Hubble star field with inset, annotated tryptich on the bottom, views of a galaxy before and during a supernova event - then the event itself minus the ambient light from the galaxy

Credit: NASA, ESA, A. Riess (STScI and JHU), and D. Jones and S. Rodney (JHU)

NASA’s Hubble Space Telescope has found the farthest supernova so far of the type used to measure cosmic distances. Supernova UDS10Wil, nicknamed SN Wilson after American President Woodrow Wilson, exploded more than 10 billion years ago.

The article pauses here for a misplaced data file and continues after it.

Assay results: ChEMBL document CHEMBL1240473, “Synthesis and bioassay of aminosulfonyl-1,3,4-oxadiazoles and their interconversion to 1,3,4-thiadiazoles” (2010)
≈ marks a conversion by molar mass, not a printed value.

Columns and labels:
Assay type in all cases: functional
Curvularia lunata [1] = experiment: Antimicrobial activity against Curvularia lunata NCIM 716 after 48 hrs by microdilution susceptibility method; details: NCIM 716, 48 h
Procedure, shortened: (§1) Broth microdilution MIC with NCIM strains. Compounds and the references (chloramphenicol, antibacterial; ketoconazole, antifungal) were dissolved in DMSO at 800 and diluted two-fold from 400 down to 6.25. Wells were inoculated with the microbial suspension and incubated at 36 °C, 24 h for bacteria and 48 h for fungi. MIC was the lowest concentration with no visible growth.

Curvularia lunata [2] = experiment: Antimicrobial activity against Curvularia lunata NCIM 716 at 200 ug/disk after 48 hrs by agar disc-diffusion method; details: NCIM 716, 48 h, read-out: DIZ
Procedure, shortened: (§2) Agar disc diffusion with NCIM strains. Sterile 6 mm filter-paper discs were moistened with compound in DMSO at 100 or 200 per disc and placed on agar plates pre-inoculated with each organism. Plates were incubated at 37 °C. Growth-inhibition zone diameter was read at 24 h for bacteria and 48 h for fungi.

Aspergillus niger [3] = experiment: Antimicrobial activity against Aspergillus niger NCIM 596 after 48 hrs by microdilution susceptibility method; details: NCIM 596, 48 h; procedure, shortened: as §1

SN Wilson belongs to a special class called Type Ia supernovae. These bright beacons are prized by astronomers because they provide a consistent level of brightness that can be used to measure the expansion of space. They also yield clues to the nature of dark energy, the mysterious force accelerating the rate of expansion.

via NASA – Hubble Breaks Record in Search for Farthest Supernova.